Prota 1: Cereals and pulses/Céréales et légumes secs
Bull. Jard. Bot. Etat. 9(3): 181 (1932).
2n = 18, 36
Pseudobrachiaria deflexa (Schumach.) Launert (1970).
Guinea millet, animal fonio, false signal grass (En). Fonio à grosses graines, gros fonio, millet de Guinée, kolo rassé (Fr). Jégé (Po).
Origin and geographic distribution
Guinea millet is a semi-domesticated weed of the African savanna. It is found from Cape Verde and Senegal eastward to Ethiopia, Eritrea and Somalia and southward to South Africa; it also occurs in western Asia to Pakistan and India.
Guinea millet is considered to belong to the ‘kreb’ grasses, a group of grasses occurring in the Sahel region and collected for human consumption, especially in time of food shortage. In the Fouta Djallon Highlands on the Guinea-Mali border the grain of a cultivated type is ground into flour used to make cakes and fritters. Guinea grass provides excellent forage.
Guinea millet has soft grains that are easily ground into flour.
Annual grass up to 70(–100) cm tall; stems (culms) solitary or tufted, slender, often weak and ascending. Leaves alternate, simple and entire; leaf sheath pale, striate, finely pubescent; ligule ciliate; blade broadly linear to narrowly lanceolate, 4–25 cm × 0.5–2.5 cm, velvety pubescent. Inflorescence panicle-like, composed of 5–15 racemes borne on an axis 6–15 cm long; racemes distant, widely spreading, 2–10 cm long, often with side-branches, bearing mostly paired distant spikelets. Spikelet up to 15 mm long stalked, broadly elliptical, 2–3.5 mm long, glabrous to pubescent, acute, 2-flowered with lower floret male or sterile and upper bisexual; lower glume up to half as long as spikelet, upper glume as long as spikelet, membranous, 7-veined; lemma of lower floret membranous, lemma of upper floret wrinkled and acute; palea of upper floret obtuse to acute; stamens 3; ovary superior, with 2 stigmas. Fruit a caryopsis (grain), ellipsoid, compressed.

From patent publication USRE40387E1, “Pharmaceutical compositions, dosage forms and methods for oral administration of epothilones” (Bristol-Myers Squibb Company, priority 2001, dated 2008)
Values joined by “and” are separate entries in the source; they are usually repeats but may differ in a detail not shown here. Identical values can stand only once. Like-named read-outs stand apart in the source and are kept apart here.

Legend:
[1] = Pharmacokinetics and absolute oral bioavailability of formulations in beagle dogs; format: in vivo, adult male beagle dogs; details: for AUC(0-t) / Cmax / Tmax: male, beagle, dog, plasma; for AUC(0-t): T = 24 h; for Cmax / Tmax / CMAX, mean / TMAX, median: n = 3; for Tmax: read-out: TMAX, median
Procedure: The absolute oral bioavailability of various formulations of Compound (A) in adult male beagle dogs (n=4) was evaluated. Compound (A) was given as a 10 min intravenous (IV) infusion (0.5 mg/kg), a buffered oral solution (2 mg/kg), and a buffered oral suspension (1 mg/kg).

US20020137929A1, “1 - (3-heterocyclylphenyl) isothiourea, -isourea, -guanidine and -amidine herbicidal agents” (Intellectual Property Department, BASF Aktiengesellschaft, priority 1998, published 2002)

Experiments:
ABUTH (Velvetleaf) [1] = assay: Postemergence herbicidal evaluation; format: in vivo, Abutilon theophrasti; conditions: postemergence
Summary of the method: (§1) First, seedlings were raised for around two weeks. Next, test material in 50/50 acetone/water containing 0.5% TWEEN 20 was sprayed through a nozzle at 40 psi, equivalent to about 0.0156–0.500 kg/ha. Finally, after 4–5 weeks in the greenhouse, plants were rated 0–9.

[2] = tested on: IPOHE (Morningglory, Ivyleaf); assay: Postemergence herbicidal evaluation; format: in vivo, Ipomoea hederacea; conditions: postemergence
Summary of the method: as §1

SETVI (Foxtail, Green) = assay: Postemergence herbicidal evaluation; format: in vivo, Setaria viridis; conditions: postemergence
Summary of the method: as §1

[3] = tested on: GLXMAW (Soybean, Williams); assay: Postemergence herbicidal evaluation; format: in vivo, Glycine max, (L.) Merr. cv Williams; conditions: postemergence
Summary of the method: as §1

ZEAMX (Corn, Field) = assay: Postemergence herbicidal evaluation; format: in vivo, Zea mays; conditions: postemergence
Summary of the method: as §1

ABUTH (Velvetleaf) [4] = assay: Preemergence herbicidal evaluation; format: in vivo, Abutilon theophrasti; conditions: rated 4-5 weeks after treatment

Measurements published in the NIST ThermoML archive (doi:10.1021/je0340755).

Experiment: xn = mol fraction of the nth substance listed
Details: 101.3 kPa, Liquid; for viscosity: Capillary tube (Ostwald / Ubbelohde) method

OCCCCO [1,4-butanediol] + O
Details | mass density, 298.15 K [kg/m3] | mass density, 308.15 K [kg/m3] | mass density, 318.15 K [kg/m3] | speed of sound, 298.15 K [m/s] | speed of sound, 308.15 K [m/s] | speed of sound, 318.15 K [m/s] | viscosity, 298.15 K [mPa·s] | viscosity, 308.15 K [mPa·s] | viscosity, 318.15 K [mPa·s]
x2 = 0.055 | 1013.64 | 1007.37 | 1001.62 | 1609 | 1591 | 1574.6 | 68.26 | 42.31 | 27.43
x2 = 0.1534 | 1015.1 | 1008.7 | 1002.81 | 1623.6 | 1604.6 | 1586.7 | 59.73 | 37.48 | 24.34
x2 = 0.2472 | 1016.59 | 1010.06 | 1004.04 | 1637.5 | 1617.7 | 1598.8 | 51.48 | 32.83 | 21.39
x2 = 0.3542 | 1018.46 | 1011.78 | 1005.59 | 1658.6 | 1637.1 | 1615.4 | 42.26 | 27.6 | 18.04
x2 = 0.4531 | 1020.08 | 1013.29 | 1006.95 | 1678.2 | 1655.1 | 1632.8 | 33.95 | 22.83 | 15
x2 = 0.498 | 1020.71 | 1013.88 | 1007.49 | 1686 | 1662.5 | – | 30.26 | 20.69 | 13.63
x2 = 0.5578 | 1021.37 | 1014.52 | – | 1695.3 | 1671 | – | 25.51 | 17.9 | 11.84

Brachiaria comprises about 100 species distributed in the tropics and subtropics, mainly in the Old World. It has been proposed that Brachiaria be nearly completely reduced to Urochloa. Brachiaria deflexa is usually easily distinguishable from other Brachiaria species by its panicle-like inflorescence, which resembles that of Panicum spp. It intergrades with Brachiaria ramosa (L.) Stapf and is sometimes included in the latter. Guinea millet is often confused with fonio (Digitaria exilis (Kippist) Stapf). Compared to fonio, it has larger grains and it grows faster, but it requires higher soil fertility and better drainage. The cultivated type sown in the Fouta Djallon Highlands (called var. sativa Portères) differs from the wild types harvested elsewhere particularly by being totally glabrous and by having a branched stem and much larger grains; furthermore, it is non-shattering.
Some Guinea millet types mature in as little as 70–75 days, but most types take 90–130 days to reach maturity. Guinea millet follows the C4-cycle photosynthetic pathway.
Guinea millet is found from sea-level up to 1500 m altitude in open woodland, forest margins and as a weed of cultivated land and disturbed soils, often preferring slightly shady locations. It is considered drought-resistant. Brachiaria deflexa needs fertile and well-drained soils for optimum growth.
Guinea millet is mostly collected from the wild, but farmers sometimes encourage its invasion into cereal fields and it is sown as a cereal in the Fouta Djallon Highlands. Farmers also sometimes sow fast-maturing Guinea millet types to fill in gaps in a field sown with fonio, sorghum, maize or other cereals.
Genetic resources and breeding
Guinea millet collections are held at CIAT (Centro Internacional de Agricultura Tropical, Cali, Colombia, 16 accessions) and in Kenya (National Genebank of Kenya, Crop Plant Genetic Resources Centre, Kikuyu, Muguga, 5 accessions). In view of its wide distribution, Guinea millet seems not threatened by genetic erosion. The Guinea millet cultivar sown in the Fouta Djallon Highlands may have potential for further selection.
Too little is known about Guinea millet to make an accurate assessment of its potential as a food plant. More information is needed on its nutritional properties, agronomy, ecological requirements and genetic diversity. The wild type will remain a valuable fodder plant for dry regions, due to its drought resistance and excellent fodder characteristics.
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Correct citation of this article:
Brink, M., 2006. Brachiaria deflexa (Schumach.) C.E.Hubb. ex Robyns In: Brink, M. & Belay, G. (Editors). PROTA 1: Cereals and pulses/Céréales et légumes secs. [CD-Rom]. PROTA, Wageningen, Netherlands.